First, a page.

Friday, March 19, 2010

Sleeper Cars

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I spent a lot of time in one as a small child.
Packed into a small six-by-nine compartment with three giant suitcases, many tattered grocery bags of food, a hassled mother (and occasionally father), a little sister, and, later, a baby brother, we would spent a day and a night cruising through the countryside of China.

It's been a while since I've been back to China to visit my extended family; in fact, I had nearly forgotten about those train rides that I had been so fond of as a child.

I had almost forgotten how much I loved the sound of a train whistle as we approached a station, or how my sister and I loved to pull down the worn, metal frames of the fold up beds that were attached to the walls of the compartment and flop down giddily on the stiff sheets of the cheap mattresses,
or how we always made instant noodles with the water from the hot thermos sitting on the small table by the window.

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It's a wonder that they even call them sleeper cars when nearly everything about it would suggest otherwise.

The train would rattle and click over the rickety, uneven tracks laid over the fickle terrain. The worst part was the lavatories, if one could even give them the honor of being called that. "Going to the bathroom" consisted of squatting over a crack between two cars of the train. My worst fear as a ten year-old child was that the train cars would disconnect as I tumbled through the crack onto the fast-moving ground beneath me.

Outside the compartments was a very narrow hallway, essentially, the other side of the train. In front of each window was a small seat just large enough to fit the bottom of a ten year-old as she sat reading her Harry Potter book in the stillness of the night.

It's funny that the night was preferable to me, even at that age. Foreshadowing, I suppose. I liked listening to the train rattle while everyone else slept. It gave me a feeling of superiority as I stayed conscious while everyone else slipped into slumber.

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I saw a lot from the window of the sleeper car.

I saw houses made of thatch and mud. I saw sweaty, dirty-aproned women sweeping the bare ground outside their scanty homes with homemade brooms. I saw small, naked children running on the dusty streets.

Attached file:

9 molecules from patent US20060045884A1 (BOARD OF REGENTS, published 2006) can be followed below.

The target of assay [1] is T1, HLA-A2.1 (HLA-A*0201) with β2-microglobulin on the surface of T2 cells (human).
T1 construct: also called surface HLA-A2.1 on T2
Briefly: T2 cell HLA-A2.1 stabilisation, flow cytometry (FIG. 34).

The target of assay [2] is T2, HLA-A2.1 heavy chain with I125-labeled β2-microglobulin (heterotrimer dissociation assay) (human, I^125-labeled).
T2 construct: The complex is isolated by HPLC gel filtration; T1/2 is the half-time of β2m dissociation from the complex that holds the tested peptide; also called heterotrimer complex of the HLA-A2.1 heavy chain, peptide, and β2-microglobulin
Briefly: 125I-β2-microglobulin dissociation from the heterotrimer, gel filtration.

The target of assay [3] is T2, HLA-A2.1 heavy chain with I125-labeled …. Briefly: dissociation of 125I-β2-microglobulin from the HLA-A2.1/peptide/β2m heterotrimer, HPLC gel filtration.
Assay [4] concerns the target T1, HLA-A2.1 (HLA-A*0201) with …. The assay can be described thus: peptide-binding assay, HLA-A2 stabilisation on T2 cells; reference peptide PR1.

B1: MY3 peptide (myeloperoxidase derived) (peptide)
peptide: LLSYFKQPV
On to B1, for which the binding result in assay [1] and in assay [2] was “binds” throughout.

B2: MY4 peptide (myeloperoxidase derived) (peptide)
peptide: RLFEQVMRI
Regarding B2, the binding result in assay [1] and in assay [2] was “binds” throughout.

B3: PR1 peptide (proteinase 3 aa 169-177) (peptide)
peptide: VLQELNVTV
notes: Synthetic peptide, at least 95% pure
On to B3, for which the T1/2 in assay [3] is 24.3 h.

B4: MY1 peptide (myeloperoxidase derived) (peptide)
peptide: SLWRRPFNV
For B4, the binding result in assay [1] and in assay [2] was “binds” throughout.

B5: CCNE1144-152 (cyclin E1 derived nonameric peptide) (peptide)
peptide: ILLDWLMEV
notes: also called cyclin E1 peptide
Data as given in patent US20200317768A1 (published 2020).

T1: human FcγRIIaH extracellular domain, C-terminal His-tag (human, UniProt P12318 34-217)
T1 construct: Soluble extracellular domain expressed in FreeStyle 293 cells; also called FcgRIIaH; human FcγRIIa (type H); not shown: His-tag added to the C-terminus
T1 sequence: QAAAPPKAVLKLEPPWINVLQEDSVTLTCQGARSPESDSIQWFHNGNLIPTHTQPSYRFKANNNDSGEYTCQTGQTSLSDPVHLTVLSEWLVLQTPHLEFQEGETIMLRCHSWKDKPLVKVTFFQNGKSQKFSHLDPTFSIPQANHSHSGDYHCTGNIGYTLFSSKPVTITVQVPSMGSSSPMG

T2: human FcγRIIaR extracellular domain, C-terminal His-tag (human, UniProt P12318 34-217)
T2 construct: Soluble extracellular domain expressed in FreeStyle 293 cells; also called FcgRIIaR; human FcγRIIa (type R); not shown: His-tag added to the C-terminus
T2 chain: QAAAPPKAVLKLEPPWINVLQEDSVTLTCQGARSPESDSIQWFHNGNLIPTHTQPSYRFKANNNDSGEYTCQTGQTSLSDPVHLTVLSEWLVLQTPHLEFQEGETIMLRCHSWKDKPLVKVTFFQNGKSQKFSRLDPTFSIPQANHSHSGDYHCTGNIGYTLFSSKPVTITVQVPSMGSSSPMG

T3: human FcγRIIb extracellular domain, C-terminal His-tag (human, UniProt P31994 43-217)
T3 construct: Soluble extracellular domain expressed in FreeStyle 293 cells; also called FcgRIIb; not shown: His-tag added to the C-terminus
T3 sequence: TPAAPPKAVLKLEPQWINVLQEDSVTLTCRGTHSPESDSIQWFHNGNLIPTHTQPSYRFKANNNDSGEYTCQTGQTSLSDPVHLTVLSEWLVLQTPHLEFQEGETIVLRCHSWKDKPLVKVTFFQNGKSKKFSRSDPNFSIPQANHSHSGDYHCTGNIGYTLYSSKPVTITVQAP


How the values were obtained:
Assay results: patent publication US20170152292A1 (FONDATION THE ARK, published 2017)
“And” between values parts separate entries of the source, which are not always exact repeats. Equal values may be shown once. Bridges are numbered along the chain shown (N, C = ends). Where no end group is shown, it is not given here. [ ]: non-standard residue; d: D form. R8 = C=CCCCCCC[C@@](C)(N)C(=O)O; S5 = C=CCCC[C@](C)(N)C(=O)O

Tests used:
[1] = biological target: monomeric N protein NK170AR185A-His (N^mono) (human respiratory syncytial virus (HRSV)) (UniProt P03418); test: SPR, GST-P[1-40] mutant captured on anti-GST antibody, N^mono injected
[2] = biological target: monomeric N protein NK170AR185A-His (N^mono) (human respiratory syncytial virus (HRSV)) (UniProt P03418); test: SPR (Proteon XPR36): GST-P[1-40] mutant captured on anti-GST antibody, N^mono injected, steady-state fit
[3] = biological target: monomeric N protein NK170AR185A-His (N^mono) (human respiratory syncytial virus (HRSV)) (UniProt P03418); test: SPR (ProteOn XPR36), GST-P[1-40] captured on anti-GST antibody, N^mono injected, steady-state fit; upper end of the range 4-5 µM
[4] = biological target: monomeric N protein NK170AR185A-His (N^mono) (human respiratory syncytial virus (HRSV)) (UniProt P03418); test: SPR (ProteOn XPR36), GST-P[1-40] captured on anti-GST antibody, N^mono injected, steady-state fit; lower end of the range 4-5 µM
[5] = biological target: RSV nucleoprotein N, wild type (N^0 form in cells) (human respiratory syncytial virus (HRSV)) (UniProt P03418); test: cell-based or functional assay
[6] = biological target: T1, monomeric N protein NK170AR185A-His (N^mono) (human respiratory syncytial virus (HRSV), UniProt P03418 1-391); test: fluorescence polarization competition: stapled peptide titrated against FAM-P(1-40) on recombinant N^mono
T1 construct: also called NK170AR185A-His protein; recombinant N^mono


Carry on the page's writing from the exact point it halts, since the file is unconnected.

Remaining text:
I didn't see picket fences or painted homes.
I didn't see paved roads or streetlights.

I saw ditches filled with trash. I saw villages blackened with depravity and factory-pollution. I saw poverty. I saw clotheslines hanging up ripped pieces of clothing that may just as well have been unwashed.

I saw reality from the window of a sleeper car.


But I also saw miles and miles of wide, open farmland. I saw fields of parallel rows of crops, and men with large hats rounding up the herds at the end of the day. I saw sunrises and sunsets and the way the obscure countryside looked at dusk.

I saw beauty from the window of a sleeper car.

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I rode the train every day this past summer in Germany. Every morning and evening, I took a one-hour trip to travel between the city the house.

Sometimes when I got off of work early, I just jumped on the next train. I usually didn't know where I was going, but I knew I wouldn't get lost and could always find my way back.

The train was my place to think. It was my place to unwind and melt away a hard day in the lab and my time to ruminate on the thoughts that I didn't have time for during the day. It was my time to soak in the beautiful architecture and new sights. Sometimes I would get off and explore by myself.

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On late nights like these when I’m trapped in my room and unable to get to sleep, I can’t help but wish terribly that I could just take a train to nowhere. I can't help but wish that I was once again in a rickety sleeper car, drifting into unconsciousness on a straw mattress while the wheels roll over foreign lands and obscure places.

I would do anything to get back on a train just for a little while so I can shake off these constant and gut-wrenching worries and fears that have been consuming my mind as of late.
Just so I can gather myself up again just enough so I know that this won’t last too much longer.

Just to remind myself once again that there really is still a bigger world out there.


2 comments:

  1. There's something about surrendering our control... and trusting in the power of a faceless person that's quite liberating.

    ReplyDelete
  2. I agree, Ellie. I only wish that I could bring myself to do so...

    ReplyDelete

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